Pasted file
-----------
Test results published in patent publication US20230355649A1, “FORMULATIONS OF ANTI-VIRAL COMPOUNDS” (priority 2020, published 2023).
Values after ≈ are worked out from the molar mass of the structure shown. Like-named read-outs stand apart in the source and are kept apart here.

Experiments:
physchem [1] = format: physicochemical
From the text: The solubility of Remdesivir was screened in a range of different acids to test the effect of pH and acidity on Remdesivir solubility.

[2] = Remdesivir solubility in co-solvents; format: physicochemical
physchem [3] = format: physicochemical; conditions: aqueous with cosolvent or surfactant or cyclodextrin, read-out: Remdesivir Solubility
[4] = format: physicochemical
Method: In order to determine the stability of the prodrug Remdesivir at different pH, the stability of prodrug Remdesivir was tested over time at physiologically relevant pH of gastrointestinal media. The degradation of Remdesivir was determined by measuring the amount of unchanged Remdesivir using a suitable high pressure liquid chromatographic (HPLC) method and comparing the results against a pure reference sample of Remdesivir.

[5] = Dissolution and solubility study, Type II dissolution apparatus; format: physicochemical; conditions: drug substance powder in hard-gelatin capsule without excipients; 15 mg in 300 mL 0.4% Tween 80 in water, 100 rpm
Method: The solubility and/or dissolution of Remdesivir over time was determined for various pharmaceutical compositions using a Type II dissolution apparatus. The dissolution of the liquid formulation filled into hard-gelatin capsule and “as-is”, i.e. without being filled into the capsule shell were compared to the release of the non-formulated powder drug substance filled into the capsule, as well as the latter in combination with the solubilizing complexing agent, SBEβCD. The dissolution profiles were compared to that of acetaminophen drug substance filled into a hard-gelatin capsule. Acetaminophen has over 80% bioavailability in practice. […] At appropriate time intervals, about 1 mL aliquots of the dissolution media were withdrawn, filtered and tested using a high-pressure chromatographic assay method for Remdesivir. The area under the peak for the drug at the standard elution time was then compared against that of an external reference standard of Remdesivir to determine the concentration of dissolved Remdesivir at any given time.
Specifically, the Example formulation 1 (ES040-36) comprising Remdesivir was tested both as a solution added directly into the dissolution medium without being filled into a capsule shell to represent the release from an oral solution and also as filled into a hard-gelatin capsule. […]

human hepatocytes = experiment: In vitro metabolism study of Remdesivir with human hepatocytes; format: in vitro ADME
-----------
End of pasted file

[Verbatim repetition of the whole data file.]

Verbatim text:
Test results published in patent publication US20230355649A1, “FORMULATIONS OF ANTI-VIRAL COMPOUNDS” (priority 2020, published 2023).
Values after ≈ are worked out from the molar mass of the structure shown. Like-named read-outs stand apart in the source and are kept apart here.

Experiments:
physchem [1] = format: physicochemical
From the text: The solubility of Remdesivir was screened in a range of different acids to test the effect of pH and acidity on Remdesivir solubility.

[2] = Remdesivir solubility in co-solvents; format: physicochemical
physchem [3] = format: physicochemical; conditions: aqueous with cosolvent or surfactant or cyclodextrin, read-out: Remdesivir Solubility
[4] = format: physicochemical
Method: In order to determine the stability of the prodrug Remdesivir at different pH, the stability of prodrug Remdesivir was tested over time at physiologically relevant pH of gastrointestinal media. The degradation of Remdesivir was determined by measuring the amount of unchanged Remdesivir using a suitable high pressure liquid chromatographic (HPLC) method and comparing the results against a pure reference sample of Remdesivir.

[5] = Dissolution and solubility study, Type II dissolution apparatus; format: physicochemical; conditions: drug substance powder in hard-gelatin capsule without excipients; 15 mg in 300 mL 0.4% Tween 80 in water, 100 rpm
Method: The solubility and/or dissolution of Remdesivir over time was determined for various pharmaceutical compositions using a Type II dissolution apparatus. The dissolution of the liquid formulation filled into hard-gelatin capsule and “as-is”, i.e. without being filled into the capsule shell were compared to the release of the non-formulated powder drug substance filled into the capsule, as well as the latter in combination with the solubilizing complexing agent, SBEβCD. The dissolution profiles were compared to that of acetaminophen drug substance filled into a hard-gelatin capsule. Acetaminophen has over 80% bioavailability in practice. […] At appropriate time intervals, about 1 mL aliquots of the dissolution media were withdrawn, filtered and tested using a high-pressure chromatographic assay method for Remdesivir. The area under the peak for the drug at the standard elution time was then compared against that of an external reference standard of Remdesivir to determine the concentration of dissolved Remdesivir at any given time.
Specifically, the Example formulation 1 (ES040-36) comprising Remdesivir was tested both as a solution added directly into the dissolution medium without being filled into a capsule shell to represent the release from an oral solution and also as filled into a hard-gelatin capsule. […]

human hepatocytes = experiment: In vitro metabolism study of Remdesivir with human hepatocytes; format: in vitro ADME